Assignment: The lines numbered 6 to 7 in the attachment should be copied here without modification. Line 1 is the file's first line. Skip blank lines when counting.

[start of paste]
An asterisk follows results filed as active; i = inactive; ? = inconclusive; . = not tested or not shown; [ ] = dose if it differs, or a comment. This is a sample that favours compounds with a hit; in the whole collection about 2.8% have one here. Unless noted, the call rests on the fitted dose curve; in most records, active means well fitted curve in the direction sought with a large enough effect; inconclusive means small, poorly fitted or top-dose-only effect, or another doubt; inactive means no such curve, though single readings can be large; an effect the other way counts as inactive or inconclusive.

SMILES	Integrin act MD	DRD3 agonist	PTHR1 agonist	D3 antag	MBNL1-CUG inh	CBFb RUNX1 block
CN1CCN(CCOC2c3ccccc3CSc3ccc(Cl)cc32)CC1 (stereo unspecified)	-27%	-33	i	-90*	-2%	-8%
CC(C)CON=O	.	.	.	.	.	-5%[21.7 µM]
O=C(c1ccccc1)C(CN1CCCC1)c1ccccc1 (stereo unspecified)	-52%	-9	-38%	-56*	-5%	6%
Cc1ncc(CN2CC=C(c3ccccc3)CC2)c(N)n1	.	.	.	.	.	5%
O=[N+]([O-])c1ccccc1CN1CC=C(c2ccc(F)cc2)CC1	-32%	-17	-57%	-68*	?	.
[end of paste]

Cc1ncc(CN2CC=C(c3ccccc3)CC2)c(N)n1	.	.	.	.	.	5%
O=[N+]([O-])c1ccccc1CN1CC=C(c2ccc(F)cc2)CC1	-32%	-17	-57%	-68*	?	.